Wednesday, June 21, 2023

Film History #1 - What is Classical?

Classical cinematic storytelling has been defined as having five important elements, according to What Are the Five Key Elements to Classic Hollywood Storytelling? (

These include characters that are psychologically rich and three-dimensional, a story that focuses on trying to solve a problem or achieve a goal, the use of conflict to drive the story, a cause-and-effect engineering that moves the story forward based on the actions of the characters, and a clear ending or resolution to complete the story.

If we consider films like Workers Leaving the Factory from 1895 by Lumiere, the central point is a filmed image of workers walking out a factory:

A screenshot of a computer

Description automatically generated

While interesting, it really does not fit into the classical definition. It allows the viewer to see what is possible with film just by having people recorded in real time leaving work. For a modern viewer, this seems underwhelming and dull aside from a historical perspective. But when you think that back then there was no way to conjure this kind of image except for seeing oneself in a mirror, it becomes clear how much of a marvel this innovation must have been. It’s not unlike us playing with a new immersive technology like virtual reality today, something creates awe and wonder.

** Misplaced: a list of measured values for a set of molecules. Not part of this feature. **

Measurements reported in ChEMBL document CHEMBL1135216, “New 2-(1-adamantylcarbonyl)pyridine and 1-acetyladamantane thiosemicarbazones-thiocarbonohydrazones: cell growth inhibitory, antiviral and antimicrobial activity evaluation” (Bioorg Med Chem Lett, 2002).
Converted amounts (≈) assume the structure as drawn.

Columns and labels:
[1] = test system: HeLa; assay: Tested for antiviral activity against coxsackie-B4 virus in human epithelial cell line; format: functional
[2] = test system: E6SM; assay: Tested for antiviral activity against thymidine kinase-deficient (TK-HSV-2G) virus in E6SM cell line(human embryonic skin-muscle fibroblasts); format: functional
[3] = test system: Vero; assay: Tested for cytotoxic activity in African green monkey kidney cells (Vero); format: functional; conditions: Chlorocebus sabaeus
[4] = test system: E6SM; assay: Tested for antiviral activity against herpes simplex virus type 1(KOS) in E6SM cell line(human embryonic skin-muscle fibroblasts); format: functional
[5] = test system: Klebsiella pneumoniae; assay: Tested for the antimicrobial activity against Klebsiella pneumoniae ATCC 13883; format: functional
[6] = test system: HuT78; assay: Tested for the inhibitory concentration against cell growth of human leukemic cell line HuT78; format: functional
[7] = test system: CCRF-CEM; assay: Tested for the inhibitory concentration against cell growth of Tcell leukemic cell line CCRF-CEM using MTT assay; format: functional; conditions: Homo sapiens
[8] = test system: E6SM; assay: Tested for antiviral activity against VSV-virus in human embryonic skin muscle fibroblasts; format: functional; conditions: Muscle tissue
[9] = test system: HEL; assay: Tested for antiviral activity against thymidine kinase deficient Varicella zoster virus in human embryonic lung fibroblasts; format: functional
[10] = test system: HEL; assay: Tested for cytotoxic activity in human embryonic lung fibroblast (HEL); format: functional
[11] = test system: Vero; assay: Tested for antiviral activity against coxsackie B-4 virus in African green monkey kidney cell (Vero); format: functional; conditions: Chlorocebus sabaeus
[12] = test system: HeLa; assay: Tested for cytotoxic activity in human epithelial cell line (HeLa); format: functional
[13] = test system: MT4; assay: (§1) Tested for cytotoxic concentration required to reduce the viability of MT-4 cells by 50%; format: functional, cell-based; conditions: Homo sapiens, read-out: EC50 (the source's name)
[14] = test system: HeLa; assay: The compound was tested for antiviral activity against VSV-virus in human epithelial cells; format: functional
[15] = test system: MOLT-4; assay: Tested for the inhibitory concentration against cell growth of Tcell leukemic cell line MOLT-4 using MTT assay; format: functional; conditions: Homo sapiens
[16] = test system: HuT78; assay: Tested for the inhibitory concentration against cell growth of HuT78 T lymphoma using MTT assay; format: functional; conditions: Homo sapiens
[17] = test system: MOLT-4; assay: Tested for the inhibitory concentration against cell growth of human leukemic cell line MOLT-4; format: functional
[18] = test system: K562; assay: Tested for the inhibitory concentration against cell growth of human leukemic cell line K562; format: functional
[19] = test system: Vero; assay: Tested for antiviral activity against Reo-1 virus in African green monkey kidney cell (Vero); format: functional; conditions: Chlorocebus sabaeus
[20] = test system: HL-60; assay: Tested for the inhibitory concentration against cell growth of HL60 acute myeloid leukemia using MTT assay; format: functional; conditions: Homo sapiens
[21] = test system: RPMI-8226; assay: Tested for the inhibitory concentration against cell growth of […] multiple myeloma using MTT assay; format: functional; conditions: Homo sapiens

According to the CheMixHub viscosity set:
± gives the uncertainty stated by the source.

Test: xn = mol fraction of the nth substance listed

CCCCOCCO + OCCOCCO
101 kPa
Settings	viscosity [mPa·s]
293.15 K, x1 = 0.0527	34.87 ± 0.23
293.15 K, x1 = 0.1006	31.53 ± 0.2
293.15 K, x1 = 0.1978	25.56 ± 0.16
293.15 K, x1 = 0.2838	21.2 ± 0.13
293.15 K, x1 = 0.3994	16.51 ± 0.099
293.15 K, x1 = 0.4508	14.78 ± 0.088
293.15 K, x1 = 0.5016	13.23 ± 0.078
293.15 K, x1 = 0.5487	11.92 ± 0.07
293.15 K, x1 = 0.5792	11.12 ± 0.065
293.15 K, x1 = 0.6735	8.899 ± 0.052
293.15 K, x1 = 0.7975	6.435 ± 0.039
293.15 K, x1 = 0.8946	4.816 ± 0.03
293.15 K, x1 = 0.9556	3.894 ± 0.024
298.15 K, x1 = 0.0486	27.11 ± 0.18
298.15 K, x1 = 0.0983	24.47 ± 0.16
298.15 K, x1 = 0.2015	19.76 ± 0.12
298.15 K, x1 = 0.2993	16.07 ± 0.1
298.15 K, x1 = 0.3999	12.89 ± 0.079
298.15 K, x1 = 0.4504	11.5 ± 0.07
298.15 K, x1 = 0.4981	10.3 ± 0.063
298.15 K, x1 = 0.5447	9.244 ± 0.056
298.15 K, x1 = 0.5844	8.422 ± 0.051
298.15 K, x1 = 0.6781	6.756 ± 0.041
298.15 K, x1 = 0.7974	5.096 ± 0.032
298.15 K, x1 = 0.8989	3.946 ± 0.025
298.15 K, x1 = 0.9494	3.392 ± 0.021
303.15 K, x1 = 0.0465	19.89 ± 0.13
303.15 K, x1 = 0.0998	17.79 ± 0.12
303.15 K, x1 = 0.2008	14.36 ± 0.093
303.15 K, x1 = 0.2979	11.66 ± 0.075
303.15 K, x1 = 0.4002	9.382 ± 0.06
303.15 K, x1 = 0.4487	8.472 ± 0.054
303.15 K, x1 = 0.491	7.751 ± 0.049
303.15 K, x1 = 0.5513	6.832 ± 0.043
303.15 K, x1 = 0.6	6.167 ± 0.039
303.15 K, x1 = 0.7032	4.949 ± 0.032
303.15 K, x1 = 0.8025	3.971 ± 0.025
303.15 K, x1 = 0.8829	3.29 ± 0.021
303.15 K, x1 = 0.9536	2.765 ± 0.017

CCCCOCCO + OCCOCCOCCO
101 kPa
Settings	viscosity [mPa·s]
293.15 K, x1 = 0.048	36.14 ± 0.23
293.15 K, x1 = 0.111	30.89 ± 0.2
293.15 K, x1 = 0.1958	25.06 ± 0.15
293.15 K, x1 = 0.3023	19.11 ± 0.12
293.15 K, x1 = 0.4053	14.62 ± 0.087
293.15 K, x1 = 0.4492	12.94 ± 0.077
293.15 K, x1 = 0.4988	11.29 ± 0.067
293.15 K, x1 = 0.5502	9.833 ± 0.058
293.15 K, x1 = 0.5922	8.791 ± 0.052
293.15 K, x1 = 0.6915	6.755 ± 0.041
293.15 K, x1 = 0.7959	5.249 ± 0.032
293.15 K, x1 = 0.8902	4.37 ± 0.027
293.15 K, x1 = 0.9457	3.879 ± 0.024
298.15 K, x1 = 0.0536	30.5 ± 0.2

Another short film of note from the early period is A Trip To the Moon from 1902 by Melies - a space travel story mixed with primitive special effects:


A screenshot of a computer

Description automatically generated with medium confidence

While this offers more in the way of a story by focusing on trying to achieve a goal like getting to the moon, and later, featuring some conflict with creatures discovered on the moon, it lacks any real deep psychology with the characters. In fact, there are no speaking parts or even dialogue cards, so what the viewer must do is decipher a lot of actors running around and making big gestures to help tell the story. When you consider the time (1902) and how the film was made, it’s easy to see how people would have been amazed by the overall impact of the film.

We go from documentary-style pieces where people or trains are filmed to something much more magical and extravagant. The painted sets, the two-dimensional flats that move creating a more dynamic scenic landscape, the fanciful costumes, and simple disappearing effects with smoke, all suggest something more professional for the future, something more polished.

Yet, with all of Melies’ technical virtuosity, this would not be considered a classical film by the elements mentioned previously. It contains some of them, but not the crucial ingredient of rich psychology to help create three-dimensional characters. This draws us in as a viewer and makes us want to watch more, I believe.